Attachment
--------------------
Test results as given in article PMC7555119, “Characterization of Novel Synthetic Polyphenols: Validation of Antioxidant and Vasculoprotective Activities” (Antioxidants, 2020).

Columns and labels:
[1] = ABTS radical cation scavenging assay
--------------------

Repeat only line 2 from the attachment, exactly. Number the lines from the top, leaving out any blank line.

Columns and labels: